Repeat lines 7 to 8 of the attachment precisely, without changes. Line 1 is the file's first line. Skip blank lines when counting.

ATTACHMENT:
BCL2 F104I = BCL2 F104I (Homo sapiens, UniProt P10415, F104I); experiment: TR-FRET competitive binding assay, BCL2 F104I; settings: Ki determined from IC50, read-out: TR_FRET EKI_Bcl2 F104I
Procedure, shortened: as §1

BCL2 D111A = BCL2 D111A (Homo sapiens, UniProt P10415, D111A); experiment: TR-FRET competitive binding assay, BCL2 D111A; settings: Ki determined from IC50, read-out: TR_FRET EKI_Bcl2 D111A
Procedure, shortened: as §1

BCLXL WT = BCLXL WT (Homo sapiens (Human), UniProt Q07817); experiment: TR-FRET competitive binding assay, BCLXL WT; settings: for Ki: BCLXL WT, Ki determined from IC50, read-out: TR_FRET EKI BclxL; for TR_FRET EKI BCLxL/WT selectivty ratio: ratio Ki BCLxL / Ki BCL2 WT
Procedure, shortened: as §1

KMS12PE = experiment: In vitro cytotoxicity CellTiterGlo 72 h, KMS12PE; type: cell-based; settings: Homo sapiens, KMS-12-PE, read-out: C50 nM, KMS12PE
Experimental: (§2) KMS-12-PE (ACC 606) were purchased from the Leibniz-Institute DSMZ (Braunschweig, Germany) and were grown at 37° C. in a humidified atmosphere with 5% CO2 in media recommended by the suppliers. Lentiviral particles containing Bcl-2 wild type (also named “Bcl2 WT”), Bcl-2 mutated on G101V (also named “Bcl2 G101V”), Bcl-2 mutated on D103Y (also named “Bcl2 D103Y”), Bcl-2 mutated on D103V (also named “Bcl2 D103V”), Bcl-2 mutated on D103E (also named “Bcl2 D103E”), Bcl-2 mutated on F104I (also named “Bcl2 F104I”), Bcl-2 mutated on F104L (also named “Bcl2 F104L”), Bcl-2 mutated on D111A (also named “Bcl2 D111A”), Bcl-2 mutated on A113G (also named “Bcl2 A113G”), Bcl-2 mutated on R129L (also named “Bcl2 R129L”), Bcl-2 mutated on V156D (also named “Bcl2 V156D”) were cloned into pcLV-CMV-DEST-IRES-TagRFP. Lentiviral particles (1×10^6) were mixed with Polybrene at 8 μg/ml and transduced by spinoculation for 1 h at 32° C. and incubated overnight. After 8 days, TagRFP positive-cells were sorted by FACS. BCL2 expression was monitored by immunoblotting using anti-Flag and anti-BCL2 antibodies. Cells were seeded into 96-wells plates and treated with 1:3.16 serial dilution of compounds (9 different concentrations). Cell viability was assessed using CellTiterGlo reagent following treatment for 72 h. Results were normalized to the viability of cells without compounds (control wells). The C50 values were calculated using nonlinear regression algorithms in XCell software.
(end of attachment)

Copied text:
KMS12PE = experiment: In vitro cytotoxicity CellTiterGlo 72 h, KMS12PE; type: cell-based; settings: Homo sapiens, KMS-12-PE, read-out: C50 nM, KMS12PE
Experimental: (§2) KMS-12-PE (ACC 606) were purchased from the Leibniz-Institute DSMZ (Braunschweig, Germany) and were grown at 37° C. in a humidified atmosphere with 5% CO2 in media recommended by the suppliers. Lentiviral particles containing Bcl-2 wild type (also named “Bcl2 WT”), Bcl-2 mutated on G101V (also named “Bcl2 G101V”), Bcl-2 mutated on D103Y (also named “Bcl2 D103Y”), Bcl-2 mutated on D103V (also named “Bcl2 D103V”), Bcl-2 mutated on D103E (also named “Bcl2 D103E”), Bcl-2 mutated on F104I (also named “Bcl2 F104I”), Bcl-2 mutated on F104L (also named “Bcl2 F104L”), Bcl-2 mutated on D111A (also named “Bcl2 D111A”), Bcl-2 mutated on A113G (also named “Bcl2 A113G”), Bcl-2 mutated on R129L (also named “Bcl2 R129L”), Bcl-2 mutated on V156D (also named “Bcl2 V156D”) were cloned into pcLV-CMV-DEST-IRES-TagRFP. Lentiviral particles (1×10^6) were mixed with Polybrene at 8 μg/ml and transduced by spinoculation for 1 h at 32° C. and incubated overnight. After 8 days, TagRFP positive-cells were sorted by FACS. BCL2 expression was monitored by immunoblotting using anti-Flag and anti-BCL2 antibodies. Cells were seeded into 96-wells plates and treated with 1:3.16 serial dilution of compounds (9 different concentrations). Cell viability was assessed using CellTiterGlo reagent following treatment for 72 h. Results were normalized to the viability of cells without compounds (control wells). The C50 values were calculated using nonlinear regression algorithms in XCell software.